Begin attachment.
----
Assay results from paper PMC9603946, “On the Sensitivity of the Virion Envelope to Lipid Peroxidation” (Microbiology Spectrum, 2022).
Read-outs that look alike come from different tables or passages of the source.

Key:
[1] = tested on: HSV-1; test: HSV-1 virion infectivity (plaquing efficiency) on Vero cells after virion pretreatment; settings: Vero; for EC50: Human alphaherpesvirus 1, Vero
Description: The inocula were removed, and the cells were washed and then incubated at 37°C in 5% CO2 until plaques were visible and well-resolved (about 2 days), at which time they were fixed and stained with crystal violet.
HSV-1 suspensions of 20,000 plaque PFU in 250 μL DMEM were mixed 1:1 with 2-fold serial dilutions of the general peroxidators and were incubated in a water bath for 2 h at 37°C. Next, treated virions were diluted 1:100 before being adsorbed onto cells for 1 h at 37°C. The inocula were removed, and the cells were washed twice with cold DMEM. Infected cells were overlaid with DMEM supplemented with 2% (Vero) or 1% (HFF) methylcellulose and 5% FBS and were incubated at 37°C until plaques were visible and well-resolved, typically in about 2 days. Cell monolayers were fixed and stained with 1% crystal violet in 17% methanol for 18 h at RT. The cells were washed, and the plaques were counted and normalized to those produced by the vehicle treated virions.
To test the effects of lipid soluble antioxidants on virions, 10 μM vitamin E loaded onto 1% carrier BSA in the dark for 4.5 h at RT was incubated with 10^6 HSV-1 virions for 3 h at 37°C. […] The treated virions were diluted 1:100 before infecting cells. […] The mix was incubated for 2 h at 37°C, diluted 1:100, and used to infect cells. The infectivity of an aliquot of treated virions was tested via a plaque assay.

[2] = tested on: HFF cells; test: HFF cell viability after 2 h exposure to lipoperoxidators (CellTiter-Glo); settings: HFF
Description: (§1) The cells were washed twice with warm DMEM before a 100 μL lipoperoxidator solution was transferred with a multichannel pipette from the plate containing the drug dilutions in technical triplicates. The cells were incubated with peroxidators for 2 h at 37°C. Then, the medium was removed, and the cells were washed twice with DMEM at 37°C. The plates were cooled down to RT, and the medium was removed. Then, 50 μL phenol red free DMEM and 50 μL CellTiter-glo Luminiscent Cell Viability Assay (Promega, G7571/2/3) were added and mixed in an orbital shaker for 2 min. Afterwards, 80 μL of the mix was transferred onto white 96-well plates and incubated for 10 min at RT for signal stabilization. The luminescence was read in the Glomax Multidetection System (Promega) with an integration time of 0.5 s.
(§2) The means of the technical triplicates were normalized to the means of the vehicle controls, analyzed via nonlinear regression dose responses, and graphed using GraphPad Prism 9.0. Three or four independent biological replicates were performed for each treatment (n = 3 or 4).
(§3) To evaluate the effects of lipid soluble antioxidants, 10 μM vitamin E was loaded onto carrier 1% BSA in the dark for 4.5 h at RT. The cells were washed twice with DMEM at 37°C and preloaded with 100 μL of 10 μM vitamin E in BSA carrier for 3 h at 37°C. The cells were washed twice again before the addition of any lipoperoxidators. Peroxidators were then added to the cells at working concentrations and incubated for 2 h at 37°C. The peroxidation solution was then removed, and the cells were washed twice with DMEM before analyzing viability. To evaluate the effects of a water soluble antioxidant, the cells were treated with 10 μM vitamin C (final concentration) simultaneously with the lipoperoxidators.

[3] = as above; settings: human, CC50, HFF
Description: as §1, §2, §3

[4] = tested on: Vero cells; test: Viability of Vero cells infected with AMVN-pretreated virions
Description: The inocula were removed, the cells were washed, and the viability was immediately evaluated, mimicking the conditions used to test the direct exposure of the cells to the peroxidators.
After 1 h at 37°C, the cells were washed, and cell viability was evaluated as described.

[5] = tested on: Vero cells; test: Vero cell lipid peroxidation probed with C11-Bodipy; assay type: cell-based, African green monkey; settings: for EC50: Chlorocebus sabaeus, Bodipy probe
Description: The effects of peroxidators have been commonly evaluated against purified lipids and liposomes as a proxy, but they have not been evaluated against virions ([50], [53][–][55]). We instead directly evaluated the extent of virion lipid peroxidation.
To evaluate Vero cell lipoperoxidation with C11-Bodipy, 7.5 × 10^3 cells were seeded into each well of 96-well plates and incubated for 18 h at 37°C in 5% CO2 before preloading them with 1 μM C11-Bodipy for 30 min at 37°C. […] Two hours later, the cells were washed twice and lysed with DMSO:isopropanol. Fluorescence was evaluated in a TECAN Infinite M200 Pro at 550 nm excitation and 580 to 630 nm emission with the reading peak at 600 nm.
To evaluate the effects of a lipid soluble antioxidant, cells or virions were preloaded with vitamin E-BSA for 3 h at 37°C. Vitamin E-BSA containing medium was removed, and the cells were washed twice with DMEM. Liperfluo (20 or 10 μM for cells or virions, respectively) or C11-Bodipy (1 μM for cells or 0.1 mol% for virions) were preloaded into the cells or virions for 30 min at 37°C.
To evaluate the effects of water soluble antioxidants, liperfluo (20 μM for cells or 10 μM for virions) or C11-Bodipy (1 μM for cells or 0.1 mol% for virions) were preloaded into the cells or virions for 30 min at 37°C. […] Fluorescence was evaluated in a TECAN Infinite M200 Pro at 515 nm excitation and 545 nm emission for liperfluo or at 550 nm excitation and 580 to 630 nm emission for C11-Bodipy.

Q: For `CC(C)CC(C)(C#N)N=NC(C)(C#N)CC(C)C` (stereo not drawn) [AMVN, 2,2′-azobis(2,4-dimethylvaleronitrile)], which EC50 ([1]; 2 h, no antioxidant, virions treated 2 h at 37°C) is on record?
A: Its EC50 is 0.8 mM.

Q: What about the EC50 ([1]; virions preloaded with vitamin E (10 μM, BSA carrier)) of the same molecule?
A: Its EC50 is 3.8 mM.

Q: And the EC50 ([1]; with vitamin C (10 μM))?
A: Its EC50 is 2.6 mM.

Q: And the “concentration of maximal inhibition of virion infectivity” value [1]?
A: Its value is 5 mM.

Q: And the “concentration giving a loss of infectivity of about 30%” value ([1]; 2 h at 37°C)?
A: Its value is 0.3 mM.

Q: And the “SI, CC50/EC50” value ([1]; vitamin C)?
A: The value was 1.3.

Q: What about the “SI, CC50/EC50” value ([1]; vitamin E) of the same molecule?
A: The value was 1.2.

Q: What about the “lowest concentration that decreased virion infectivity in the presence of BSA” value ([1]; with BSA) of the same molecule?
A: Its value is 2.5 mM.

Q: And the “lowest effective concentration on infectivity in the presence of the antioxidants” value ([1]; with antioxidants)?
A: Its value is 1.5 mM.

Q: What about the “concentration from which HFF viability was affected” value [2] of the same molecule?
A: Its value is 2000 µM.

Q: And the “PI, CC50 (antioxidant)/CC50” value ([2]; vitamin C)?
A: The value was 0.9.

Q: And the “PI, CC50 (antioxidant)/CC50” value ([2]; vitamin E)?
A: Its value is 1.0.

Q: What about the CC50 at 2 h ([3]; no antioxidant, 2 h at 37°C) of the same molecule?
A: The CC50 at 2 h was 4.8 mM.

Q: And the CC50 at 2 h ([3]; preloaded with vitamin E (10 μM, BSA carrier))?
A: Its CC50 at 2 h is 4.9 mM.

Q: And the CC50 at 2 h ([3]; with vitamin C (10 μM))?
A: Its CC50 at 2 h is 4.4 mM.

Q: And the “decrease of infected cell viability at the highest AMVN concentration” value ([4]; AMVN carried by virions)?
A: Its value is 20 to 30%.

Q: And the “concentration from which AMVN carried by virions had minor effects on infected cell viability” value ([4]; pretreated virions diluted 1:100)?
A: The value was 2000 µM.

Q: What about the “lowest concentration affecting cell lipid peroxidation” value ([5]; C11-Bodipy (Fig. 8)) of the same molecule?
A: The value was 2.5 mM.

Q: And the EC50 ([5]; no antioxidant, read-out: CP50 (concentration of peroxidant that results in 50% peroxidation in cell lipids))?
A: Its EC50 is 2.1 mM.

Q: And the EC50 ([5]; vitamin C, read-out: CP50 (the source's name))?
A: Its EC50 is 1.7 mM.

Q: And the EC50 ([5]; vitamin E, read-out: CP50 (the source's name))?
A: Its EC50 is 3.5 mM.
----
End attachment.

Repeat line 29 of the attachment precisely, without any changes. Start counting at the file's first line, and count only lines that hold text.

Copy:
A: Its value is 5 mM.